Cold Fusion has made this video on the backstory of the $65 billion Ponzi scheme that was the largest in history.
Bernie Madoff founded his investment firm in 1960, where he pioneered the use of electronic trading. This enabled him to provide a lower cost for his services and it increased earnings for his clients. Eventually, 5% to 10% of trades at the New York Stock Exchange went through his firm.
In 1971, the Nasdaq was born during a wave of new innovations in electronic trading. Today, the Nasdaq is the second largest Stock Exchange in the world. Tech companies, like Microsoft, Apple, Amazon, Google and Facebook choose to trade their shares in the Nasdaq.
In the early 1990s, Bernie Madoff became the chairman of the Nasdaq. Twenty-five years later, he pleaded guilty to 11 felonies and will serve the rest of his life in prison.
The story follows Harry Markopoulos, a financial fraud investigator working as a portfolio manager at Rampart Investment Management in 1999, when his firm noticed that Madoff’s fund was consistently retaining a 1% to 2% profit per month.
Markopoulos was tasked with replicating and reverse engineering Madoff’s strategy at his firm, not realizing that he had just stumbled across the biggest financial scam Wall Street had ever seen.
Markopoulos says it took him five minutes of looking at Madoff’s revenue stream to realize that things just didn’t add up. Madoff’s returns were too consistent. They were unfazed by the market conditions and there was little to no fluctuation. He knew Madoff was either trading on insider information or it was all a giant Ponzi scheme.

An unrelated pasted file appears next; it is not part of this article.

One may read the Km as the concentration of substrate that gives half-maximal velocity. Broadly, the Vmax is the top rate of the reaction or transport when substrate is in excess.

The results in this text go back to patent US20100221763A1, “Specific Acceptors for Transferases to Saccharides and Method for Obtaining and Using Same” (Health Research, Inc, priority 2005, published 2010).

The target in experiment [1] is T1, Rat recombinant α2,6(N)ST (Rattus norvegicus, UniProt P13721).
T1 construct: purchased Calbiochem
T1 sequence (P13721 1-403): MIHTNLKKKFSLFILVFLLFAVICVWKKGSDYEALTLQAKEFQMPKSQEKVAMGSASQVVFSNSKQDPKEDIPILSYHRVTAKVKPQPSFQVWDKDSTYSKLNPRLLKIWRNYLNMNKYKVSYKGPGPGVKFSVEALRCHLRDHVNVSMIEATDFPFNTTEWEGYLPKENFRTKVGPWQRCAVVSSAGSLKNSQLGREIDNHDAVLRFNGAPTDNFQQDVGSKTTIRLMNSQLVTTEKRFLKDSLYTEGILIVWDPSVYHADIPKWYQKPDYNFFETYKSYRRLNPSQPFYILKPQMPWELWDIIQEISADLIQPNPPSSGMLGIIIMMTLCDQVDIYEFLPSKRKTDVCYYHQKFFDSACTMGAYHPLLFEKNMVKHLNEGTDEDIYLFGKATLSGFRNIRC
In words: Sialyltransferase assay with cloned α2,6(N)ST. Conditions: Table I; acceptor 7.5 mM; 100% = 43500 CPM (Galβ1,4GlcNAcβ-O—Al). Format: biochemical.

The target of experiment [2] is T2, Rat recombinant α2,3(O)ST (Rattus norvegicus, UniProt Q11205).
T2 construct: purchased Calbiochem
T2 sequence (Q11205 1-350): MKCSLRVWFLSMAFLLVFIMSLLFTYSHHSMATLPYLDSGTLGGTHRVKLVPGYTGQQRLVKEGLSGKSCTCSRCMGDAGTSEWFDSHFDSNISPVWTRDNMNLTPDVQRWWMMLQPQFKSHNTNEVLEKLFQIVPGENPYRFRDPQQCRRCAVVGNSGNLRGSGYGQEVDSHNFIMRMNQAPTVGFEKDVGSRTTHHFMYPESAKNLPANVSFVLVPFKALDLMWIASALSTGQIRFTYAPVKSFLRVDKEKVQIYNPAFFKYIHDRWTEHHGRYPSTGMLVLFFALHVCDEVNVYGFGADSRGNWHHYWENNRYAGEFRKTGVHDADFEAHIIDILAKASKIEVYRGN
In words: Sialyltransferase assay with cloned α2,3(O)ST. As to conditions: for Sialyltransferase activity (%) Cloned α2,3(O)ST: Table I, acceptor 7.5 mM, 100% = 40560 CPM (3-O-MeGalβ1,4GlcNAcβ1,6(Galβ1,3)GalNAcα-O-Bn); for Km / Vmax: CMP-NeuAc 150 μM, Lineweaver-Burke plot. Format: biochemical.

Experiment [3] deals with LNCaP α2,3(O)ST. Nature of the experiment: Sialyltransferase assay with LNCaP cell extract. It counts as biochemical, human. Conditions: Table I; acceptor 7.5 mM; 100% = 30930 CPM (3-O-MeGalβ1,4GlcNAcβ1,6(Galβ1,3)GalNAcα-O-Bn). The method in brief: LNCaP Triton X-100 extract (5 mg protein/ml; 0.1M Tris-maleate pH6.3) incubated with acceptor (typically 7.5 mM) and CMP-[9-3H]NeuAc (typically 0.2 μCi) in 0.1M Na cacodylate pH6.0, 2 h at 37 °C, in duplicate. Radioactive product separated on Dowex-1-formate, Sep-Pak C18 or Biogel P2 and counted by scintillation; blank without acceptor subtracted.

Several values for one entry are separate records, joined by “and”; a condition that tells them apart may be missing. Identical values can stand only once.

But who would dare question the man who helped build the modern Wall Street?
Markopoulos couldn’t find a single transaction by Madoff on the Exchange. In reality, Madoff hadn’t made a single trade in over 6 years, since 1993 or perhaps even earlier.
In 2000, Harry Markopolos took his findings to the Securities and Exchange Commission (SEC) but that investigation ended in less than a year later for lack of evidence.
Markopoulos then discovered that Madoff was stealing from the Russians and from the Colombians, a very dangerous proposition.
In the end, it wasn’t anything that the SEC or Harry Markopolos did that caught Madoff out. It was December 2008 and almost everything on Wall Street was completely wiped out in the Nasdaq and after some elaborate attempts to cover his clients, Madoff decided to turn himself in. He didn’t try to run or hide. He knew that it was the end of the line and over $65 billion were gone.
Fearing that they’d become accomplices in their father’s crimes, his two sons called a lawyer and turned their father in. Within a few short years, both sons had died; one by suicide and the other by a fast-acting cancer. His wife no longer speaks to him and he doesn’t use the 15-minute allotted daily phone call because, he says he doesn’t have anyone to talk to.